A lot of this did not really surprise Ivor 2, it fitted in with the way people seemed to react to his presence and regard him. But he did learn one thing that he could not have predicted. Baljeet approached the subject very carefully and unwillingly, probably imagining that she was being lured into some kind of trap, but with Ivor 2’s gentle encouragement she eventually let him know that there had been irregularities in Ivor 1’s book-keeping to which the company turned a blind eye. Put crudely, he was skimming off the top. Where millions are changing hands, the occasional hundred thousand can be lost in the small print at the bottom of the auditor’s report without anybody losing too much sleep. At the level at which Ivor 1 operated it was almost expected. A successful company is not going to kill the goose that lays the golden eggs just because it hides away a little cache of gold dust at the bottom of its nest.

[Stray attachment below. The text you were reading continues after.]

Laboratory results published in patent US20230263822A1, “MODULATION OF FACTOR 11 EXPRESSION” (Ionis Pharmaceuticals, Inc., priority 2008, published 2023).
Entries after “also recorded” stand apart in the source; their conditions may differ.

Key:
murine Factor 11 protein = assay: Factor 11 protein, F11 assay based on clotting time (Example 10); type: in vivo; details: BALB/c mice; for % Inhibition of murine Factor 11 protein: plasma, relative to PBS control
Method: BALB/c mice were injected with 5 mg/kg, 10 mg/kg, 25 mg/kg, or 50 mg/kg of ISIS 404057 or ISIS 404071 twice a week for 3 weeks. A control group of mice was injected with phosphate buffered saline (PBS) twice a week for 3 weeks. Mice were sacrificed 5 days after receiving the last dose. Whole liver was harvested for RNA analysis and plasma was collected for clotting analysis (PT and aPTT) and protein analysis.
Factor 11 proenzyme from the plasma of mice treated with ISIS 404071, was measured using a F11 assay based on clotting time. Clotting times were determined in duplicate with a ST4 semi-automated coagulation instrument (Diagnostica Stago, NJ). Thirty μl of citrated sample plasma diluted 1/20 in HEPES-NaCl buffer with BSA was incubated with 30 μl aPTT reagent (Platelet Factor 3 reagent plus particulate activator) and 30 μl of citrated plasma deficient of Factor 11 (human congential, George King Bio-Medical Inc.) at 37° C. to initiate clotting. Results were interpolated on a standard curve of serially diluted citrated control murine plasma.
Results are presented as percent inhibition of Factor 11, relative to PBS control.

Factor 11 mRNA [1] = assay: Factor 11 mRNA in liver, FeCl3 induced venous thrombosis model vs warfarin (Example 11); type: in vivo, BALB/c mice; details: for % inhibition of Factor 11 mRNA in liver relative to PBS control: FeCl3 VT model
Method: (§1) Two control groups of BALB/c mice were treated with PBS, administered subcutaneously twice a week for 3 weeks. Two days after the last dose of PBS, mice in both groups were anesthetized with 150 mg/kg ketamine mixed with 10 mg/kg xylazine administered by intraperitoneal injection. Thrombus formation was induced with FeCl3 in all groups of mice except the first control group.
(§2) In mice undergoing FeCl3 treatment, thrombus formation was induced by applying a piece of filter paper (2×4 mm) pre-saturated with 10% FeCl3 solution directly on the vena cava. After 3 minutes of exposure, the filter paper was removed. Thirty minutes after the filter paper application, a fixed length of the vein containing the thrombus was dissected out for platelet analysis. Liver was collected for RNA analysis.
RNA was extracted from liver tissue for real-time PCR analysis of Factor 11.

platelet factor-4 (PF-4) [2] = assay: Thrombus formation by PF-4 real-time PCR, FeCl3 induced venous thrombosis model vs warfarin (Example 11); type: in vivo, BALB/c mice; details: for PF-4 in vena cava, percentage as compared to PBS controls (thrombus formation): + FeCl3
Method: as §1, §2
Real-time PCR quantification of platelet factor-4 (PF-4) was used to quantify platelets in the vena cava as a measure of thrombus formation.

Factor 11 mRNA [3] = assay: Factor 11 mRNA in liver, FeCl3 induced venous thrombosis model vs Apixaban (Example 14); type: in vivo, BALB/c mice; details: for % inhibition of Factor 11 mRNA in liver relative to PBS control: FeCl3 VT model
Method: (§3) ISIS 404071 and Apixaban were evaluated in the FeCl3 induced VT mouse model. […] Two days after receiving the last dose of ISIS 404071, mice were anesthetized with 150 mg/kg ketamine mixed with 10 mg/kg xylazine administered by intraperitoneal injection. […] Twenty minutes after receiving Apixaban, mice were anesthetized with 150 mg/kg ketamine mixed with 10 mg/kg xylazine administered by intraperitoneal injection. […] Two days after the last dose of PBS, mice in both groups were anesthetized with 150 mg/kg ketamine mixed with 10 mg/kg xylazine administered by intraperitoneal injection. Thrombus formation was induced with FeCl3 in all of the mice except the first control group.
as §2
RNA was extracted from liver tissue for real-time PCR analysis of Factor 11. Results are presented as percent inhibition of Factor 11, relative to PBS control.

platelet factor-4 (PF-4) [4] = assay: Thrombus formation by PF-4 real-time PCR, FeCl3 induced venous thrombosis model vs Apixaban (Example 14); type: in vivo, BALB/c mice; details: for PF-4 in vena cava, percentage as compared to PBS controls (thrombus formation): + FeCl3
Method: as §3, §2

Ivor thanked Baljeet profusely. He admitted that he no longer understood the workings of the company sufficiently well to arrange for her promotion, but if she wanted to leave and look for another job he would give her the most enthusiastic reference she could imagine, on company headed notepaper. His career here was over. It was the best he could do. Baljeet glowed with delight, and he could probably have kissed her without risking a negative reaction. He left for his home with the curious knowledge that he was a wealthy man, if he ever remembered where that gold dust was stashed.